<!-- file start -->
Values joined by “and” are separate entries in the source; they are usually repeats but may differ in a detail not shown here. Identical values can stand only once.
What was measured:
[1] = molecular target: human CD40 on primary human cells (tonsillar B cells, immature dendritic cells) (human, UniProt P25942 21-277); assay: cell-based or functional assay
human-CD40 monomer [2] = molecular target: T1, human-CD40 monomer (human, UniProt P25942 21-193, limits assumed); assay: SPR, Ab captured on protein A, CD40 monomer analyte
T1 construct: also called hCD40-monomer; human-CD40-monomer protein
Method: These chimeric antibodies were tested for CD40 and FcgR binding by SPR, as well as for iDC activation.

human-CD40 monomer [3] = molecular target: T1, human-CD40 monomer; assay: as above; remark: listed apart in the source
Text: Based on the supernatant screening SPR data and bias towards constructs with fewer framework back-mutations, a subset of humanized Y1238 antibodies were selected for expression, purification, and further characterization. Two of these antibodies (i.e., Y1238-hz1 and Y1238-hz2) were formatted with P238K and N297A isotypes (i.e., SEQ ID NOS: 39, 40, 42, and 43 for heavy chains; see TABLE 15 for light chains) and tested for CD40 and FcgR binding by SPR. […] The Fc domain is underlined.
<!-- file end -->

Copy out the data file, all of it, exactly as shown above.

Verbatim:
Values joined by “and” are separate entries in the source; they are usually repeats but may differ in a detail not shown here. Identical values can stand only once.
What was measured:
[1] = molecular target: human CD40 on primary human cells (tonsillar B cells, immature dendritic cells) (human, UniProt P25942 21-277); assay: cell-based or functional assay
human-CD40 monomer [2] = molecular target: T1, human-CD40 monomer (human, UniProt P25942 21-193, limits assumed); assay: SPR, Ab captured on protein A, CD40 monomer analyte
T1 construct: also called hCD40-monomer; human-CD40-monomer protein
Method: These chimeric antibodies were tested for CD40 and FcgR binding by SPR, as well as for iDC activation.

human-CD40 monomer [3] = molecular target: T1, human-CD40 monomer; assay: as above; remark: listed apart in the source
Text: Based on the supernatant screening SPR data and bias towards constructs with fewer framework back-mutations, a subset of humanized Y1238 antibodies were selected for expression, purification, and further characterization. Two of these antibodies (i.e., Y1238-hz1 and Y1238-hz2) were formatted with P238K and N297A isotypes (i.e., SEQ ID NOS: 39, 40, 42, and 43 for heavy chains; see TABLE 15 for light chains) and tested for CD40 and FcgR binding by SPR. […] The Fc domain is underlined.